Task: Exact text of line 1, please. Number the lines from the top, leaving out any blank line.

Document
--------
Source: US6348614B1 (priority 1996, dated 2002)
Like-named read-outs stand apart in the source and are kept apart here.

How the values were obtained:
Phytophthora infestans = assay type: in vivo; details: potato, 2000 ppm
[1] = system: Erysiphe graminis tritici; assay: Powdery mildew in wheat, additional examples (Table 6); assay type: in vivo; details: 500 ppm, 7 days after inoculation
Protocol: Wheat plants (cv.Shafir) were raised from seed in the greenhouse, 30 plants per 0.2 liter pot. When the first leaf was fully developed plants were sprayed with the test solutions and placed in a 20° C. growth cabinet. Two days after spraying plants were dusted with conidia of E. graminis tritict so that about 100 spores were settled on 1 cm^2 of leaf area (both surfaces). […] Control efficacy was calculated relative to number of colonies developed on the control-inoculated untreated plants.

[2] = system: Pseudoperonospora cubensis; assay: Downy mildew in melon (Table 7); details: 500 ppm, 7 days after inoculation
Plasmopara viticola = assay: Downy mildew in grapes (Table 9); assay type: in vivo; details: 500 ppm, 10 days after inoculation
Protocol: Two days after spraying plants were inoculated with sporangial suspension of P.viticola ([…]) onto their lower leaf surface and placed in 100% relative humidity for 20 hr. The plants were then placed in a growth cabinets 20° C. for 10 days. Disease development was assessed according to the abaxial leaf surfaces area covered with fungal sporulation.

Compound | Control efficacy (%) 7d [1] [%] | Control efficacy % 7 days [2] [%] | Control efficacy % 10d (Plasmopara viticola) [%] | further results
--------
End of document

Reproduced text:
Source: US6348614B1 (priority 1996, dated 2002)